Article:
x86 – Introduction to xv

Introduction to xv

x86 – 这是利用x86进行训练的代写, 对x86的流程进行训练解析, 包括了x86等方面

x86汇编代写 汇编代写 assembly


Within this class, we need a model operating system to play with. Well, I say play
with, I really mean make use of to learn operating system concepts by implementing them.
There are many such systems from which you can choose:
OS/161 (name coincidental, has nothing to do with our CS161)
Each has its advantages and disadvantages. For instance, Linux is feature complete, and
making changes is complex even in building the system. Minix, while an excellent teaching
choice, is out of sync with its textbook. FreeBSD is just like Linux: it’s too complete. EduOS
(from RWTH Aachen University) would be a solid option, as its development is tailored
specifically for teaching. Xinu (from Purdue University), OS/161 (from Harvard University), and
xv6 (from MIT) follow the same pattern — they are tailored to the needs for a teaching operating
system, have educational support, and have at least one significant text that makes use of
them. For our purposes, xv6 is the winner.


So, why xv6? Why not OS/161, with which I learned operating systems? Why not Xinu, which is
industry adopted? Like many decisions, it comes down to inertia and broad appeal. xv6 is used
as the exemplar OS in the popular Operating Systems: Three Easy Pieces (OSTEP) from the
University of Wisconsin. OSTEP is used extensively at the undergraduate level around the
country. OS/161 is more commonly used among graduate programs and is generally more
xv6 is a reimplementation of Unix Version 6 written by Dennis Ritchie and Ken Thompson.
Unlike v6, xv6 is written in ANSI C, targets the x86 architecture (and RISC-V, but we won’t be
using that due to lack of qemu support on our target machine), and is SMP aware (meaning it
supports multiple CPUs). xv6 is small enough that we can read the entire source but complete
enough you could use it for real tasks. Why you’d want to, I’m not sure, but you could.
There is a free textbook available detailing much of the architecture of xv6. You can either use
the copy I uploaded to Canvas
(https://canvas.oregonstate.edu/courses/1894812/files/92700586?wrap=1) , or you can build your
own from source (https://github.com/mit-pdos/xv6-book) , you have to install an
unmaintained tool to build it, and it hasn’t been updated in a couple of years. For our purposes,
this isn’t a big deal. OSTEP also makes many references to xv6, always the x86 version.

Obtaining source, building, and running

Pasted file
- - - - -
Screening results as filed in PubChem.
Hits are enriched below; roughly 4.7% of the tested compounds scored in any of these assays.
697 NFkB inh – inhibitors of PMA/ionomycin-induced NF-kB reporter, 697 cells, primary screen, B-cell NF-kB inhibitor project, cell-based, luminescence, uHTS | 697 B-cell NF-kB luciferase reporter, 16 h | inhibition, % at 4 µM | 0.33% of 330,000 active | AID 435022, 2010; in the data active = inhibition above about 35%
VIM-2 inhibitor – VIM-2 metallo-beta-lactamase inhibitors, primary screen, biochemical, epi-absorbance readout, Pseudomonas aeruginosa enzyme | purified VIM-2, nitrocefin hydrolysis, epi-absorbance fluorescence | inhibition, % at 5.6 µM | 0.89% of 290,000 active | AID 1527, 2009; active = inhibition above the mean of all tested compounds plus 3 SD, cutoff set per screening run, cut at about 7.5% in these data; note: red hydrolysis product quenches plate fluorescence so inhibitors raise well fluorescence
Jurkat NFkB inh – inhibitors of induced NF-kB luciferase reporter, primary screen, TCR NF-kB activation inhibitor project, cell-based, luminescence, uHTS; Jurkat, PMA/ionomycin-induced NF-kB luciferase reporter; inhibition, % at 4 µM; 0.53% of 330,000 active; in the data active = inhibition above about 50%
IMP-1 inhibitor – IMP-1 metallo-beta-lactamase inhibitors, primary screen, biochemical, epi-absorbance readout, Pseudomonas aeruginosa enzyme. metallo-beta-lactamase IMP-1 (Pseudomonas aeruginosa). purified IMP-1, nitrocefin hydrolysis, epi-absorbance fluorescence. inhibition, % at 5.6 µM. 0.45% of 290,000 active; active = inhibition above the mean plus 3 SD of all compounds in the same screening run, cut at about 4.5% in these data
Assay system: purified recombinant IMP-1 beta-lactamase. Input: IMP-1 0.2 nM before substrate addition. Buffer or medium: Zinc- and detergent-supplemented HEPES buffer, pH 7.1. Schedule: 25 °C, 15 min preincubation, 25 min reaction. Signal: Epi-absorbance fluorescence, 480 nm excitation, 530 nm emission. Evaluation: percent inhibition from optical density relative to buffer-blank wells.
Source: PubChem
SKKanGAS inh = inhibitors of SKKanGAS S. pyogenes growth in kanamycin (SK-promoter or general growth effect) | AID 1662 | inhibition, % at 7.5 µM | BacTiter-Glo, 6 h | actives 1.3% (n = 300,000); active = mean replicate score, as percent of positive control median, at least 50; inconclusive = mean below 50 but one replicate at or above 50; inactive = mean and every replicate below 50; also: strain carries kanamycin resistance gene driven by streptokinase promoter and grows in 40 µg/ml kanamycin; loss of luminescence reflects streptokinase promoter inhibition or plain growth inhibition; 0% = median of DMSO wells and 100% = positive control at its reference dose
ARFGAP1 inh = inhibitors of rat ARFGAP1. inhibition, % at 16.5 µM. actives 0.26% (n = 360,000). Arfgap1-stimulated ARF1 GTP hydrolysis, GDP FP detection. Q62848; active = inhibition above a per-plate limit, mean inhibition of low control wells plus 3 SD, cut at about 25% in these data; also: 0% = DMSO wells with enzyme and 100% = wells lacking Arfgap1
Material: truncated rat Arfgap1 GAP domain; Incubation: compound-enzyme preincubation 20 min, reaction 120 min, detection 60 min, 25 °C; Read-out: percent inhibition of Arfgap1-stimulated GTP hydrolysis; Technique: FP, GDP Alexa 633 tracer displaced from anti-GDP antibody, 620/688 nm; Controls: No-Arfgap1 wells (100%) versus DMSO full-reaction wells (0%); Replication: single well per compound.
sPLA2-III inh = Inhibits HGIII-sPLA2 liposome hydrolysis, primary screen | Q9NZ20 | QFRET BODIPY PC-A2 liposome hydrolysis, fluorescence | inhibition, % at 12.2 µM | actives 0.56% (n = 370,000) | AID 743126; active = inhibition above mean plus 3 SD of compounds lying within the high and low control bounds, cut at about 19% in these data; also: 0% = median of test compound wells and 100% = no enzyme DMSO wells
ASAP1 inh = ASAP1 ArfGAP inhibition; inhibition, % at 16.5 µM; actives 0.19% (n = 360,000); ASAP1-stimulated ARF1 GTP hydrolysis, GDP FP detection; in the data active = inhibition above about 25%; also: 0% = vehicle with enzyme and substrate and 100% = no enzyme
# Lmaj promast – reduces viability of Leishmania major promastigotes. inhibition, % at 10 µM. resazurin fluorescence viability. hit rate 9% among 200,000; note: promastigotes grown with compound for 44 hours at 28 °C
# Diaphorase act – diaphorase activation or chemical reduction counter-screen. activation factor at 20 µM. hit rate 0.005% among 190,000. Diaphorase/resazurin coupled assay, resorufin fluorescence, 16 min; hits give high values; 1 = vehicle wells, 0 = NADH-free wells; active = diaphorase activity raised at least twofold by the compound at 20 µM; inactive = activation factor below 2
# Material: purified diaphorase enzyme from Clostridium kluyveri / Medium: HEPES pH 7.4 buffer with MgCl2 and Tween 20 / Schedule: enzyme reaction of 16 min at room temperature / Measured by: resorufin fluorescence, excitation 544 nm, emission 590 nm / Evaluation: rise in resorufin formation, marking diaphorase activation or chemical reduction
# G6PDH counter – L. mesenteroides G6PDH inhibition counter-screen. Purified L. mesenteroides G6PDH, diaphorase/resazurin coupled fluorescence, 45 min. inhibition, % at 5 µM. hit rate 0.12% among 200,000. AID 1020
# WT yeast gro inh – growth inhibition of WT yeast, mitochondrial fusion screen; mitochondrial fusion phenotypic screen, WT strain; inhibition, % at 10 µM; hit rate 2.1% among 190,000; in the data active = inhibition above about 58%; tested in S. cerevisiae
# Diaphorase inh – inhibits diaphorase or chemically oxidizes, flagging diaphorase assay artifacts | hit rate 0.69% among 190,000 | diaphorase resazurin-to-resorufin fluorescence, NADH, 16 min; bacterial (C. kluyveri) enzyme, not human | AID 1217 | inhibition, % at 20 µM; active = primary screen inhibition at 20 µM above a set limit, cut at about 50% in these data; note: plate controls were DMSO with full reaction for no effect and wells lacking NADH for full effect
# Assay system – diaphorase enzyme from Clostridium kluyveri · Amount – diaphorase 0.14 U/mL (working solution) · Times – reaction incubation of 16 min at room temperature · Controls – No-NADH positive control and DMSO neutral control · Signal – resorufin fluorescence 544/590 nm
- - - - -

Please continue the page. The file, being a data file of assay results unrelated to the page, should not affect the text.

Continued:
As with almost anything open-source, xv6 is available on GitHub (https://github.com/mit-
pdos/xv6-public) os
foo@bar:~$ mkdir -p ~/clones
foo@bar:~$ cd ~/clones
foo@bar:~$ git clone https://github.com/mit-pdos/xv6-public.git
foo@bar:~$ cd xv6-public
foo@bar:~$ sed -i 's/# QEMU = qemu-system-i386/QEMU = \/usr\/libexec\/qemu-kvm/g' Makefile #only ru
n this line on OS2!
foo@bar:~$ make qemu
The above
1. if one doesn’t already exist, creates a clones directory in your home directory;
2. moves to said directory;
3. clones the repository containing the xv6 source code;
4. moves to the source code directory;
5. sets the QEMU variable in the Makefile to the correct value
6. builds and runs xv6 within a qemu instance
At this point, if you executed each line of the above, you should be in a qemu instance that
looks like
(18:10:45 on master )> make qemu
gcc -Werror -Wall -o mkfs mkfs.c
gcc -fno-pic -static -fno-builtin -fno-strict-aliasing -O2 -Wall -MD -ggdb -m32 -Werror -fno-omit-f
rame-pointer -fno-stack-protector -fno-pie -no-pie -c -o ulib.o ulib.c
gcc -m32 -gdwarf-2 -Wa,-divide -c -o usys.o usys.S
# ...boring compilation lines skipped...
objdump -S kernel > kernel.asm
objdump -t kernel | sed '1,/SYMBOL TABLE/d; s/ .* / /; /^$/d' > kernel.sym
dd if=/dev/zero of=xv6.img count=
10000 +0 records in
10000 +0 records out
5120000 bytes (5.1 MB) copied, 0 .0535831 s, 95 .6 MB/s
dd if=bootblock of=xv6.img conv=notrunc
1 +0 records in
1 +0 records out
512 bytes (512 B) copied, 0 .00134816 s, 380 kB/s
dd if=kernel of=xv6.img seek=1 conv=notrunc
415 +1 records in
415 +1 records out
212796 bytes (213 kB) copied, 0 .00444484 s, 47 .9 MB/s
/usr/libexec/qemu-kvm -serial mon:stdio -drive file=fs.img,index=1,media=disk,format=raw -drive fil
e=xv6.img,index=0,media=disk,format=raw -smp 2 -m 512
VNC server running on '::1:5900'
cpu1: starting 1
cpu0: starting 0
sb: size 1000 nblocks 941 ninodes 200 nlog 30 logstart 2 inodestart 32 bmap start 58
init: starting sh
If you see something akin to the above, you’re running in qemu! For future invocations, you just
need to run make qemu from within the ~/clones/xv6-public/ directory.
OK, so now that you have qemu up and running, what now? How do you quit?
The short answer is you can quit by using the chord ctrl-a x (hold control while hitting a, release
both and hit x). What now is more involved, as right this very second the answer is, "quit." As
we move through the course, we’ll be adding functionality to xv6, and you’ll have to run tests.
We will cover that as necessary!